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Castles, Cremations, Ports and Pillboxes: Archives Week August 2023

Last month, our team of archivists were busy with another ‘Archives Sprint’, a week dedicated to processing digital archives deposited through our website’s ADS-easy interface. Over the course of the week, the team beavered away and were able to accession, process and disseminate over 30 archives from 13 depositors. We received an assortment of data types including images, reports, site records, databases, GIS, CAD and geophysics.  

As always, the archives we received were delightfully varied, representing a range of different event types, locations and periods. Here we turn the spotlight on some collections that really stood out to us!

We were particularly impressed by the number of datasets we received from Colchester Archaeological Trust (CAT), from their projects undertaken in the North Essex and Suffolk area. These included images from building monitoring and recording at Hedingham Castle. Built by the de Veres, the Earls of Oxford, in the late 11th to early 12th century, the Norman Keep is a fantastic and surprisingly well-preserved example of a medieval fortified structure.

Left: Photograph of the eastern elevation of the Norman Keep at Hedingham Castle.Right:Photograph of south-east side of gateway at Gatehouse Farm, Thorrington
Left: Eastern elevation of the Norman Keep at Hedingham Castle. Right: South-east side of gateway at Gatehouse Farm, Thorrington.

Another historic building recording produced photographs of an early 16th century red brick gateway at Gatehouse Farm, Thorrington, prior to its restoration and repair.

A watching brief at 159 Maldon Road, Colchester revealed the partial remains of two straight-sided Roman features, one of which contained a flanged bowl and folded beaker. Although no human remains were recovered, it is highly likely that both features are graves that date to the Roman period.

A big thank you to CAT, who have made great strides in depositing their digital data with us and produced some really fascinating archives!

Pots found in Roman features revealed during monitoring at Maldon Road, Colchester
Pots found in Roman features at Maldon Road, Colchester

Suffolk County Council have deposited a comprehensive archive of digital data from an excavation of an early Anglo-Saxon cremation cemetery at Lackford, Suffolk in 2015 and 2016. Finds uncovered by the excavation included cremation urns and their contents, pottery and grave goods dating from the 5th to 6th centuries AD. We found ourselves poring over the rich and intriguing data, which included photographs of the cremation burials, finds analysis tables and reports, as well as scanned notebooks and sketches from an earlier excavation of the site in the late 1940s.

Photograph of an Anglo-Saxon cremation urn at Lackford, Suffolk
An Anglo-Saxon cremation urn at Lackford, Suffolk
A scanned photocopy of a notebook from the 1947-1949 excavations at Lackford
A scanned photocopy of a notebook from the 1947-1949 excavations at Lackford

The themes of travel, transportation and defence cropped up quite a bit during the week, particularly through two datasets from work undertaken at two different maritime ports – a historic building recording at the Port of Boston, and a watching brief and strip, map and sample at the Port of Sunderland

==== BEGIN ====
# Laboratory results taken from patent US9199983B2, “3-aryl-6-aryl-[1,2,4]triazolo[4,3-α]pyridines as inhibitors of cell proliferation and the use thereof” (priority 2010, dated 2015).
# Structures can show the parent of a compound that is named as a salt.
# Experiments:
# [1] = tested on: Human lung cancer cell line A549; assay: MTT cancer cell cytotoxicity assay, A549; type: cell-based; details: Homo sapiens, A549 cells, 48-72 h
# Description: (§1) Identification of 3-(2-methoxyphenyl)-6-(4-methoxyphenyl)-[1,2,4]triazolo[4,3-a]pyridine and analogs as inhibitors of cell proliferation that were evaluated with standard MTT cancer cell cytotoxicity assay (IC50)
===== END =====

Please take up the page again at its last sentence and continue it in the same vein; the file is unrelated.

Mott MacDonald undertook a building recording of three features at the Port of Boston as part of the Boston Barriers Tidal Scheme. The photographic survey recorded the Wet Dock Lock constructed in the 1880s, the Right Bank Grain Hoist, and a World War II pillbox located on the dock. The pillbox is representative of the early World War II defences, which were thrown up rapidly across the country, due to the perceived threat of invasion.

World War II pillbox at Wet Lock Dock, Port of Boston
World War II pillbox at Wet Lock Dock, Port of Boston

An excavation by Archaeological Research Services at Hendon Railway Sidings, Port of Sunderland produced photographs, site records and CAD vector graphics of the rail turntable, roundhouse and engine sheds dating from the mid-19th century. The site represents the significance of both rail and sea travel during this period.

Drone shot of the rail turntable at Hendon Sidings, Port of Sunderland
Drone shot of the rail turntable at Hendon Sidings, Port of Sunderland

Another highlight from the week was an archive deposited by Cotswold Archaeology of data from an evaluation at St Johns Business Park, Huntingdon. Features uncovered during the evaluation are likely related to a known Late Iron Age/Romano-British settlement to the north of the site. Post-excavation finds photographs show an impressive collection of Late Iron Age and early Roman pottery including coarse ware, Gaulish Samian ware, and sherds from a Baetican (Iberian peninsula) amphora. The presence of some of these finer wares, as well as the presence of marine oyster shells provides evidence of access to markets supplying both regional and imported goods.

Gaulish Samian ware sherds from St Johns Business Park, Huntingdon
Gaulish Samian ware sherds from St Johns Business Park, Huntingdon

It’s always a treat to see fantastic collections such as these come to us through the ADS-easy system, and to be able to follow the process all the way through – from ingesting the data, to producing complete archive web pages with openly accessible and downloadable data and metadata.

The ADS is dedicated to the long-term preservation of archaeological data, and making our collections available for the public to access, explore and re-use. All these archives and many more are available via our archives search interface and our Collections History page.

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